There’s a lot to like about Arizona charter schools these days. It wasn’t always that way.
For years after Arizona passed its charter school law in 1994, charter public schools grew rapidly. They were a great fit for the families within Arizona’s libertarian culture. But sometimes quality wasn’t exactly in the picture. Arizona became known as the “Wild West” of chartering.
- In 2015, over 20 years later, Arizona charter school students outperformed the state average of students passing the test in English Language and Math by 5-12 percentage points at every grade level.
- 49 of the top 50 LEAs (districts or charters) on the English Language and Math Exams are charters, when looking at percent of students passing the test.
- Arizona’s charter students outperformed nearly every other state on the 2015 National Assessment of Educational Progress.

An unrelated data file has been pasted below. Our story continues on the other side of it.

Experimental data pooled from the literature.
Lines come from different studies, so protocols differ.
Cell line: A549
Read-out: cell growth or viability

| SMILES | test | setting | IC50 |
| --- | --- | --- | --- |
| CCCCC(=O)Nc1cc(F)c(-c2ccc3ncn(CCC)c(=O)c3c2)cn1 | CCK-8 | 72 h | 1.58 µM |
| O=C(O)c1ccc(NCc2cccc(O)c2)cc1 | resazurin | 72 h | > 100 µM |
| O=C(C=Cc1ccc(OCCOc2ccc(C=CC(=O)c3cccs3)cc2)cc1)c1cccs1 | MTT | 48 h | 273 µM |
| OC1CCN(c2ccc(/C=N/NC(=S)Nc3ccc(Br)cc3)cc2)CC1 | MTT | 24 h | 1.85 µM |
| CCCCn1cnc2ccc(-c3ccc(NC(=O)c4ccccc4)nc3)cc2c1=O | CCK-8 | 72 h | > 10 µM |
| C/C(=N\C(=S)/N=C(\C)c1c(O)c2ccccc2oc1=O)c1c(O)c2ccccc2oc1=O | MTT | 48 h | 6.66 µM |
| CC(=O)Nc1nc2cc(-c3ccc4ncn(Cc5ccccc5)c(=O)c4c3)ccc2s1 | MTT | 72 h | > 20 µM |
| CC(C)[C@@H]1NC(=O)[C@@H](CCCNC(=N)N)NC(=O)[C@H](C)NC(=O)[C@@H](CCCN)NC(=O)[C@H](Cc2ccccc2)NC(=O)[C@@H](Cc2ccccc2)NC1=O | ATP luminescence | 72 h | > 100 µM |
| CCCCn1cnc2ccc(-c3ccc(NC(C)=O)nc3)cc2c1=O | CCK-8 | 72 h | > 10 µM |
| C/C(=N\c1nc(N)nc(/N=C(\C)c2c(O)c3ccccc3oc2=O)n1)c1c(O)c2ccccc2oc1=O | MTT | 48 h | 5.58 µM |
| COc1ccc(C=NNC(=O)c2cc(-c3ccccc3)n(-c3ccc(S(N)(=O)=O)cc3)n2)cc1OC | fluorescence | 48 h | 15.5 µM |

Today Arizona is home to 556 charter public schools serving about 171,000 students, representing 30% of schools and 15% of students in the 2015-16 school year. They are supported by a strong association, the Arizona Charter Schools Association, led by President Eileen Sigmund. (Eileen is at right of BASIS.ed General Counsel Michelle Keogh).
Eileen and the Association were co-hosts of the Legal Seminar of the Alliance of Public Charter School Attorneys held last week in Phoenix, Arizona, which I attended. I was especially impressed with the breadth of the Association’s support services over recent years, including a lawsuit for equitable funding for all K-12 students, and a positive messaging campaign, “Charters Changing Lives.” In 2013, Eileen launched the separate nonprofits of New Schools for Phoenix which recruits and trains leaders to open high quality schools for low-income Phoenix students, and the Center for Student Achievement which is focused on high-quality school improvement initiatives, with particular emphasis on professional development and publication of rigorous and transparent research and evaluation.
As a first-time attendee, I found the legal seminar helpful for information, networking, and most of all, inspiration. There are hard-working attorneys around the country supporting charter schools in multiple ways. There is much to celebrate in our first 25 years of chartering. But I was also sobered by the difficult battles still taking place in many states and cities. Check out the next few blogposts for more.